The company has picked off a range of partners in previous years, to grow key brands. It moved early to develop the Hampton brand in the country, collaborating with local group Plateno. The agreement has delivered and has survived Jin Jiang’s takeover of Plateno, with the management agreement re-signed at the beginning of 2021. At that point, there were 155 Hamptons open, a further 350 signed, and the aspiration is to take the brand network to 600 hotels by 2034.
In mid-2020, Hilton announced another partnership, this time to grow its Home2 Suites extended stay brand in the country. An exclusive management license agreement with Funyard, a subsidiary of Country Garden, aims to hit a target of 1,000 Home2 sites across the country. The pair are already established partners, after signing an agreement in 2018 to see Hilton managing Country Garden owned hotels under its Doubletree and Garden Inn brands – to date, six properties are in progress or open.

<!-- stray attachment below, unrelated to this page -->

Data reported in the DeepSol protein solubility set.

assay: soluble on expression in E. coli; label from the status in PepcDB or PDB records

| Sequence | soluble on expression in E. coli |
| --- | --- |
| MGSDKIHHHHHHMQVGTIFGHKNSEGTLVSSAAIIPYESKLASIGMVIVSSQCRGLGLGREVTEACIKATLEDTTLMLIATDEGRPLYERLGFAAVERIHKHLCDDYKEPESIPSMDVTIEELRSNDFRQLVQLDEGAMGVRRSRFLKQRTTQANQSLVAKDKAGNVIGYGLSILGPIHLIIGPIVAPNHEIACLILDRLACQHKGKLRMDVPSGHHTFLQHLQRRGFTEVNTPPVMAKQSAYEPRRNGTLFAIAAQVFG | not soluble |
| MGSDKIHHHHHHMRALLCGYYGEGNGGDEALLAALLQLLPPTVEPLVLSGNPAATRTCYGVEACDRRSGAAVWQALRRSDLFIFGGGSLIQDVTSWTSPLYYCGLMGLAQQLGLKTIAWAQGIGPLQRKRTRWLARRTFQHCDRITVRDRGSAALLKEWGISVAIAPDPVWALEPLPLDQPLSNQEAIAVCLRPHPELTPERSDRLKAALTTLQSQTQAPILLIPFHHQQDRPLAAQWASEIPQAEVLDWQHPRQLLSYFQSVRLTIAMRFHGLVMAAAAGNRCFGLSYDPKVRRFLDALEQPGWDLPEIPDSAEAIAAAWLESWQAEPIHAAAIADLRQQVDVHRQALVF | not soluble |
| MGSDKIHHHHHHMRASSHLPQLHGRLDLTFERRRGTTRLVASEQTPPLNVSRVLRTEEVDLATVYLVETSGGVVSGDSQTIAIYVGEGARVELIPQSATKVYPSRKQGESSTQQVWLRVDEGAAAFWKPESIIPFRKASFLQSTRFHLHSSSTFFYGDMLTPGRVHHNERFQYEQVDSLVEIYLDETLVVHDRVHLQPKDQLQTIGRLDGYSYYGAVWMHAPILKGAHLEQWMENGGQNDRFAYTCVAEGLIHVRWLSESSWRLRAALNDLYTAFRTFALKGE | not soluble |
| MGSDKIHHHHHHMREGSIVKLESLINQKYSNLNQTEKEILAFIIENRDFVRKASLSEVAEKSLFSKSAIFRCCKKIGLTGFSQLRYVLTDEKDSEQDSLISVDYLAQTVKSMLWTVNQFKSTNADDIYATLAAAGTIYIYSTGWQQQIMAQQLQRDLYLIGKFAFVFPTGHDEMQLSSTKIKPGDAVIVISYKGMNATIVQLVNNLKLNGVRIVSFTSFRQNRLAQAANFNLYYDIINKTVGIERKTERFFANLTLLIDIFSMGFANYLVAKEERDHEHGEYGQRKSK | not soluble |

Hilton is at a similar scale to Marriott in China, but racing to catch up with IHG. The company was early into the Chinese market, opening its first hotel there in 1984. In the last decade the company developed its own upscale Chinese-only brand, Hualuxe, which currently has 14 hotels open and a further 24 in the pipeline; of the latter, five were signed in the first half of 2021.
In April 2019, IHG celebrated opening its 400th hotel in China, after adding 100 in less than two years. It launched a “franchise plus” model for Holiday Inn Express in 2016, and started franchising Holiday Inn and Crowne Plaza in 2017.
As of today, it has 551 hotels open in Greater China, with a further 469 signed to the pipeline. Net rooms growth was up 8.6% on 2020, and 19.4% up on 2019 figures.